jimh posted 01-01-2013 06:37 PM ET (US)     Profile for jimh  Send Email to jimh     
In addition to the electronics I described above, the Coast Guard new Small Rescue Boat is specified to have a rather elaborate crew intercom and communication system. The intercom and communication system must provide for the crew of five to communicate from a variety of position on the boat using a wired headset design. In addition, from each position it must be possible for a crew member to have three modes of communication:

--listen to a selected radio receiver
--operate the transmitter and speak over a selected radio
--listen and speak in a hands-free manner to other crew

From what I can read in the proposal, some sort of intercom and communication console will select who listens and talks on which radio, but all the various communication radios must be available to the intercom system.

Having designed, built, maintained, expanded, and lived with various intercom systems for the past 35 years, I can tell you that an intercom system, particularly one that ties into other communication systems (like radios, telephones, and other intercom systems) can be a rather complicated system. There is often as much or perhaps more complexity in intercom systems than in the equipment which will be operated by the people using the intercom.

David Pendleton posted 01-01-2013 06:40 PM ET (US)     Profile for David Pendleton  Send Email to David Pendleton     
Interesting point, Don. Maybe there is a Small Boat uniform requirement that all personnel carry a cell-phone! That would be more in line with my experiences in the military.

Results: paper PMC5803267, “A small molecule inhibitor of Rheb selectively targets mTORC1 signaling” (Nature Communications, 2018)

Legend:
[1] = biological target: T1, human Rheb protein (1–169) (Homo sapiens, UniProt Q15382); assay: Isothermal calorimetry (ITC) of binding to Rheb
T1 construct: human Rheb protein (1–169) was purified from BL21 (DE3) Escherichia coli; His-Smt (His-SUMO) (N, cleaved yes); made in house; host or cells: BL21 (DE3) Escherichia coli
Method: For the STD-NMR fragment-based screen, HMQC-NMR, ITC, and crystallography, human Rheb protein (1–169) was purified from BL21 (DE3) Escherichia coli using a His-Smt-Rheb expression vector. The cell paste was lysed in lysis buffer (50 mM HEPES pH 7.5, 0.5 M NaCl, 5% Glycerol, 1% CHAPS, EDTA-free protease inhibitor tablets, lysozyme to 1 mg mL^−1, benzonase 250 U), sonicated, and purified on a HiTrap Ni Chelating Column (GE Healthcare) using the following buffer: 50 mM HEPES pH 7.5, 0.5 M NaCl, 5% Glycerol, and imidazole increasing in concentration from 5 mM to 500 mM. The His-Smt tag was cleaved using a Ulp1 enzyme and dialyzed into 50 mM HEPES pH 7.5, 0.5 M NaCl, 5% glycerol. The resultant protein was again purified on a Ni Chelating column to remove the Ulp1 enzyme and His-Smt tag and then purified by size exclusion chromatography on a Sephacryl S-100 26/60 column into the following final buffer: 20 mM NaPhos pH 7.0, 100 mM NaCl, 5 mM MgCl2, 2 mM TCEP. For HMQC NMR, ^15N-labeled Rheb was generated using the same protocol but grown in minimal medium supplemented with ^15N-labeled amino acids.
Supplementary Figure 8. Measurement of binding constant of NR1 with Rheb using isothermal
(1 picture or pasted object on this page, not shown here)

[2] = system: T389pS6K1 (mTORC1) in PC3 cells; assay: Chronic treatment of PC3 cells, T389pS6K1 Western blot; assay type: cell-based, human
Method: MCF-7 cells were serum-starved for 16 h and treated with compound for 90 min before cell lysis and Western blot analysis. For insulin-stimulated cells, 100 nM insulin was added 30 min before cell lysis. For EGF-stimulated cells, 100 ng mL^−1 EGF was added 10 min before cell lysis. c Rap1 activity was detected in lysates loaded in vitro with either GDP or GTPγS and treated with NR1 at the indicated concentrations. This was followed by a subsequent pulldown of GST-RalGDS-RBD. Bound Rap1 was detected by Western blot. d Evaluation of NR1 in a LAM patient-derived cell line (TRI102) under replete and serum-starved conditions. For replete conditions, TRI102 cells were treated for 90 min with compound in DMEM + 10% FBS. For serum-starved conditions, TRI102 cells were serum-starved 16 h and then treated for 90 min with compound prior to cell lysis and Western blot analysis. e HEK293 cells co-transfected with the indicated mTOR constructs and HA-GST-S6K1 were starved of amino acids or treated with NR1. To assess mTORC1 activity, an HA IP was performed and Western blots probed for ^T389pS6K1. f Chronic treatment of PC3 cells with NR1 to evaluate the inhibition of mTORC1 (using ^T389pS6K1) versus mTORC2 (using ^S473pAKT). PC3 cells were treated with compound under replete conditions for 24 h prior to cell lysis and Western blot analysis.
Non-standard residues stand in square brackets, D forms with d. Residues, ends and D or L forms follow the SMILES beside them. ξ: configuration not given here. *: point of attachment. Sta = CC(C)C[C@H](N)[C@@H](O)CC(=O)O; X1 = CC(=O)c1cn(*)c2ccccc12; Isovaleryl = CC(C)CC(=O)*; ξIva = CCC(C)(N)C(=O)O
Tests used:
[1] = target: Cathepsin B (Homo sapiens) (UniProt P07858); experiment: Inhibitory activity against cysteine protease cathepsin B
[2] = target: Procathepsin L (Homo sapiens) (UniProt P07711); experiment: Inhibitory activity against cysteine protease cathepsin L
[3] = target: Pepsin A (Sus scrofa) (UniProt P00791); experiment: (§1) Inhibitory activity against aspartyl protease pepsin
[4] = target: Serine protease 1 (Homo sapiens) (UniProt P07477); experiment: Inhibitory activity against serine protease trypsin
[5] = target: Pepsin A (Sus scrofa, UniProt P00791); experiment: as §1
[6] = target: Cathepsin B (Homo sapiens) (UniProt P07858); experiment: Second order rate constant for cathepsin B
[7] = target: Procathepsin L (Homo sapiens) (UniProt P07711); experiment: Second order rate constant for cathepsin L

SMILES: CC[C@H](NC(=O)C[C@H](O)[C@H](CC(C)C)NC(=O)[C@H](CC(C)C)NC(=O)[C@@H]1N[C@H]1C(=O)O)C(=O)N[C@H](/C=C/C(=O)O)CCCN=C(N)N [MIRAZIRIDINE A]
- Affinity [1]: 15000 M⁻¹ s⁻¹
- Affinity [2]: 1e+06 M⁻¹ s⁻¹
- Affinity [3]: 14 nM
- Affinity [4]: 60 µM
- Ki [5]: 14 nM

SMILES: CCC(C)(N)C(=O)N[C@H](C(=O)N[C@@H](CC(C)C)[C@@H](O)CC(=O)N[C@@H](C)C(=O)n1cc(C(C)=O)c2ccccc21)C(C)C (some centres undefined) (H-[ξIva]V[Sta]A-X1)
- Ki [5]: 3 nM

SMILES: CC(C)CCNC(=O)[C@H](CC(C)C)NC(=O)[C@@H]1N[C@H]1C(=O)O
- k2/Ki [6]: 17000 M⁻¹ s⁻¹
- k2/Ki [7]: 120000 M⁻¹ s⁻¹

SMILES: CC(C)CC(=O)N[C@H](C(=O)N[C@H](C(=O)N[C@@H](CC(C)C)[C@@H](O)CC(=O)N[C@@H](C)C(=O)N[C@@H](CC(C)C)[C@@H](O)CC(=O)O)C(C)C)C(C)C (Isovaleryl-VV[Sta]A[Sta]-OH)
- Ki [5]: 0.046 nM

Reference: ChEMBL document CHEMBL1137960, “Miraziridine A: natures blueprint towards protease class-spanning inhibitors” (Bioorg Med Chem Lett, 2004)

jimh posted 01-01-2013 06:42 PM ET (US)     Profile for jimh  Send Email to jimh     
Don--I would think the Motorola XLT-5000 radio should be capable of being configured for use on law enforcement systems and frequencies. I got the impression from the Motorola literature it was a versatile, modern, digital radio that could do darn near anything.
dfmcintyre posted 01-01-2013 07:42 PM ET (US)     Profile for dfmcintyre  Send Email to dfmcintyre     
Jim--I believe the XLT5000 is on the approved State of Michigan's bid list for their digital 800 system. However, I don't think they are multi band capable. That might be why they've got specs for tow of those puppies; one for VHF and one for UHF.

I know Moto has dual band preps, so I'd assume they have mobiles that are dual. Furthermore, I'm not sure they are capable of switching between analog and digital.

dfmcintyre posted 01-01-2013 07:49 PM ET (US)     Profile for dfmcintyre  Send Email to dfmcintyre     
Re intercom specs: I've flown in a number of rotary and fixed wing platforms that must have had that bid requirement in their bid package. It takes an EE to understand the system, and there's enough variation between builds to confuse even one of them! Just one switch thrown the wrong way between the cockpit, the side panels in the back or in the command and control seat is all it takes. Then it can be shutdown, pull the cheat sheets (if you can find 'em) and start from scratch.

You have the ability of understatement.

dfmcintyre posted 01-01-2013 08:03 PM ET (US)     Profile for dfmcintyre  Send Email to dfmcintyre     
Here's an interesting mobile.
jimh posted 01-02-2013 09:33 AM ET (US)     Profile for jimh  Send Email to jimh     
Below is a image I took in the cabin of another Coast Guard boat (a 45-footer) showing the Motorol XLT-5000 radio control head mounted at the helm station (upper right). I believe this image shows the same radio as used on the new Small Rescue Boat.

Helm position of USCG 45-foot boat showing Motorola XLT-5000 radio.

jimh posted 01-02-2013 09:47 AM ET (US)     Profile for jimh  Send Email to jimh